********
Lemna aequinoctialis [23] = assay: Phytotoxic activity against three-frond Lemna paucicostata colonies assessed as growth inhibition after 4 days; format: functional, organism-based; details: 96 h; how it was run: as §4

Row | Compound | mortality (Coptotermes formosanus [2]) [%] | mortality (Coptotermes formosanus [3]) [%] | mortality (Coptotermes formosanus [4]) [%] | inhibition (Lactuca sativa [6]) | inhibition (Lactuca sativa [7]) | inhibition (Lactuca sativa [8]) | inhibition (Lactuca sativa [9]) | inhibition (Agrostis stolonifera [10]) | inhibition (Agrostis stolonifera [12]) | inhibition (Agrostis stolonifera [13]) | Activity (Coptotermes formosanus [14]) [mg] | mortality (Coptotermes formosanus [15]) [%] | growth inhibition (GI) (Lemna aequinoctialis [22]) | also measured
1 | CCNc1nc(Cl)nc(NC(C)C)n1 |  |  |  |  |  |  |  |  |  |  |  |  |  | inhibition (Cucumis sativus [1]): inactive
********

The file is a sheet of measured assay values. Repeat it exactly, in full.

Lemna aequinoctialis [23] = assay: Phytotoxic activity against three-frond Lemna paucicostata colonies assessed as growth inhibition after 4 days; format: functional, organism-based; details: 96 h; how it was run: as §4

Row | Compound | mortality (Coptotermes formosanus [2]) [%] | mortality (Coptotermes formosanus [3]) [%] | mortality (Coptotermes formosanus [4]) [%] | inhibition (Lactuca sativa [6]) | inhibition (Lactuca sativa [7]) | inhibition (Lactuca sativa [8]) | inhibition (Lactuca sativa [9]) | inhibition (Agrostis stolonifera [10]) | inhibition (Agrostis stolonifera [12]) | inhibition (Agrostis stolonifera [13]) | Activity (Coptotermes formosanus [14]) [mg] | mortality (Coptotermes formosanus [15]) [%] | growth inhibition (GI) (Lemna aequinoctialis [22]) | also measured
1 | CCNc1nc(Cl)nc(NC(C)C)n1 |  |  |  |  |  |  |  |  |  |  |  |  |  | inhibition (Cucumis sativus [1]): inactive